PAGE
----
Suzanne Pharr February 20th, 2008
This is the comment I wish I had posted yesterday—before Obama swept Wisconsin and Hawaii—because it is not about Obama or Hillary or Mac. It is about the people’s great roar for change and involvement in the political process. It’s about people moving from stunned and despairing to inspired and hopeful. It is about a window opening, about fresh air, about the spirit moving.
While I am moved by the drama of the individual candidates as I watch much too much cable news reporting, I am most keenly affected by the voters, their voices speaking everywhere, their feet eager to get to the polls. I can’t get enough of the interviews, of the analysis of exit polls, of the pundits looking foolish in their failed predictions.
It is one of those amazing moments in history when almost everyone is caught off guard. A year ago, who would have thought? Republicans saying they don’t want to rehash the Vietnam War. Young people, written off by so many people over 40, rushing to register to vote (550,000 on Rock the Votes web site alone), campaigning for candidates, and getting their friends and families to vote. Ardent feminists, thought to be sealed along gender lines, voting for a black man. Religious conservatives threatening not to vote at all. Who among us could have predicted this?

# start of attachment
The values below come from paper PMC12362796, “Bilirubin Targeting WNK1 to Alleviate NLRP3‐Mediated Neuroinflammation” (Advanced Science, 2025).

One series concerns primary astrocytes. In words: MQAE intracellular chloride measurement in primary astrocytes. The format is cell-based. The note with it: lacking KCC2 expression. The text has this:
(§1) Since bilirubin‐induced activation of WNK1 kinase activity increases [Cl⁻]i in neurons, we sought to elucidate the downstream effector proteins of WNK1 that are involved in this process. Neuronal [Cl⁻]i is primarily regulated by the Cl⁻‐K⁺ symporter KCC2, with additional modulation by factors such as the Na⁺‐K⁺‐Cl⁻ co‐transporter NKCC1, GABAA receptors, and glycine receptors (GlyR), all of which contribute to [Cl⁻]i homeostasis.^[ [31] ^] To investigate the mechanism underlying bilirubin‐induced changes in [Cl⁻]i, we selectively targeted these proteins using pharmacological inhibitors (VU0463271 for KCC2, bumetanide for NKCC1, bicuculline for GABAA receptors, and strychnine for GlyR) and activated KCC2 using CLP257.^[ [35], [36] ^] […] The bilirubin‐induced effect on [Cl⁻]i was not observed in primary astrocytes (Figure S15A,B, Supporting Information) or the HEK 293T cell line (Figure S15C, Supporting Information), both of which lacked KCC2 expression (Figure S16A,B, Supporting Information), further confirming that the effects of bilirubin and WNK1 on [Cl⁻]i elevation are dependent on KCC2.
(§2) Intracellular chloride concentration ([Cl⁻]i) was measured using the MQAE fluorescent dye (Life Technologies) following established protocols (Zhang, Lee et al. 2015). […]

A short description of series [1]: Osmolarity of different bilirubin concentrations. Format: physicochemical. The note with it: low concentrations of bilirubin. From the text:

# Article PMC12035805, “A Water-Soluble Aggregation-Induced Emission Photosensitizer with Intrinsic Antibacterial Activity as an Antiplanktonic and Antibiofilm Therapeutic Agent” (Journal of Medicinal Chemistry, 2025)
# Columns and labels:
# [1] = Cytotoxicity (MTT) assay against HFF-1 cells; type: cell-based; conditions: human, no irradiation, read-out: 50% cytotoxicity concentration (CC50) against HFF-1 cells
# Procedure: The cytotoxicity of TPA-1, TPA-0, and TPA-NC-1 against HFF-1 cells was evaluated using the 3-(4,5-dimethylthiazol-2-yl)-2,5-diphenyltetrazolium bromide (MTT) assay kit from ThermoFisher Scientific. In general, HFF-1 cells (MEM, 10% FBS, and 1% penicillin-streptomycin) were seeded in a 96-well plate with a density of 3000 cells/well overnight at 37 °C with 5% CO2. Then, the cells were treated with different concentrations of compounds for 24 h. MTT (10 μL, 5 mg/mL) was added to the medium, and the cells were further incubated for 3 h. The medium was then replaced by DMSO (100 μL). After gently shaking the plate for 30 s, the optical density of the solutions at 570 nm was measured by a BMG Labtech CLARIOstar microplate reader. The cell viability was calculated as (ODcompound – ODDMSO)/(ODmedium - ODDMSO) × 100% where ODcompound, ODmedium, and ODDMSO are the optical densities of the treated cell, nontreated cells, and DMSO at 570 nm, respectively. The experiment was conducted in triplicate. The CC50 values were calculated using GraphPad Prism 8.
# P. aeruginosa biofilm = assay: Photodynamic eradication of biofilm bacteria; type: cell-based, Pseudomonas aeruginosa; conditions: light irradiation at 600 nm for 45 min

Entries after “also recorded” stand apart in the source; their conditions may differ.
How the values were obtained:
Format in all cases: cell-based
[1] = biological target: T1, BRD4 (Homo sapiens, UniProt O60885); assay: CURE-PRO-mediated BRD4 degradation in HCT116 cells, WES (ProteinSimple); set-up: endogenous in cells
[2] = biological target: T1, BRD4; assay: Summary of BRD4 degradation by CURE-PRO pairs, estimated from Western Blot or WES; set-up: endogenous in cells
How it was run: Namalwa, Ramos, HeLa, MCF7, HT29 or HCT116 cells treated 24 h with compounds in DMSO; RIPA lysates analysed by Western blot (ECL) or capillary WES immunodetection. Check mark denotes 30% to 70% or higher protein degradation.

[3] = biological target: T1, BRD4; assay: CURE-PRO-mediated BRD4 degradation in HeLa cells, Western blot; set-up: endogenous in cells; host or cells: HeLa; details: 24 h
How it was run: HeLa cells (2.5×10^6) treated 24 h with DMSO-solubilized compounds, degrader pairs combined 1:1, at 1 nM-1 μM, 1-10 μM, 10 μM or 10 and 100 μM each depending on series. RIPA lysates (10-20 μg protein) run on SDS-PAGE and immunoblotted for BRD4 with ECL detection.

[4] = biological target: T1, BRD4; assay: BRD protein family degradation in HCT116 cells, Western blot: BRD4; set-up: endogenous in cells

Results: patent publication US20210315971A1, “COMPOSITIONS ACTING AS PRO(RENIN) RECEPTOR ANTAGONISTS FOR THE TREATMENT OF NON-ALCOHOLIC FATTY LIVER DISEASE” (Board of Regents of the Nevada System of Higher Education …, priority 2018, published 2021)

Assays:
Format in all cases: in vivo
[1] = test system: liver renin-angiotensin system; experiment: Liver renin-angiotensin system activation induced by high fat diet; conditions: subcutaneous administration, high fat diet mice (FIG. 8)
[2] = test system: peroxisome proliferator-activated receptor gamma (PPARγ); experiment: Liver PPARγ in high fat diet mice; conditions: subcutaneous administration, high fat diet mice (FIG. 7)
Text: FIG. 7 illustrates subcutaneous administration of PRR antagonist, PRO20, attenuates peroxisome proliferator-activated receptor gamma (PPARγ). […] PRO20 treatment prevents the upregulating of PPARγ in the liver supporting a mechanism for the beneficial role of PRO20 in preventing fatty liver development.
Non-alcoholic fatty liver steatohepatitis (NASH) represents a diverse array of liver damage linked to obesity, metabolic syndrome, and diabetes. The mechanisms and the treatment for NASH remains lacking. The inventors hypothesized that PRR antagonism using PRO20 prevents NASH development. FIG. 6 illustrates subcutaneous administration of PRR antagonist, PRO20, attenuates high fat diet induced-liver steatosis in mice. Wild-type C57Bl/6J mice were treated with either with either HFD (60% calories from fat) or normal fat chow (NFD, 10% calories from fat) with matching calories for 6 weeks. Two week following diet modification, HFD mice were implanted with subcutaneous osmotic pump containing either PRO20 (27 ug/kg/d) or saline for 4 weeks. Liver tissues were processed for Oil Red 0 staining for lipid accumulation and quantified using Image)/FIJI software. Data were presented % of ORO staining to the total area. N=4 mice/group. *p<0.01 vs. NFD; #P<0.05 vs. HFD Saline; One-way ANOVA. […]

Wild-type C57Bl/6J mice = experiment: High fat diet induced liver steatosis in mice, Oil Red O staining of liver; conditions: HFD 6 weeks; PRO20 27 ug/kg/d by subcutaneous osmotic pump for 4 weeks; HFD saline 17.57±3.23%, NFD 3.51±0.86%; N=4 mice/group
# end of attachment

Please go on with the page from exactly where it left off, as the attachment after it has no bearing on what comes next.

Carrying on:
And no one is caught more out of step than progressive people. Here is what looks like a sea change of thinking (and desire), and I cannot think of many individuals or groups that are prepared to work with the moment.
My question is this: who will cradle and nourish this hope and activism after the election? Certainly, no President can fulfill that hope in an immediate way. There’s sure to be disappointment, maybe disillusionment—unless there are collective ways for people to get involved in the process of making change.
That’s the local and national discussion I would like to be part of: what happens after November? What is our best thinking for catching and moving with this moment of change? It is time for expanding vision, for responding to longing and desire, for moving to our best selves and claiming a new day.
- Movement building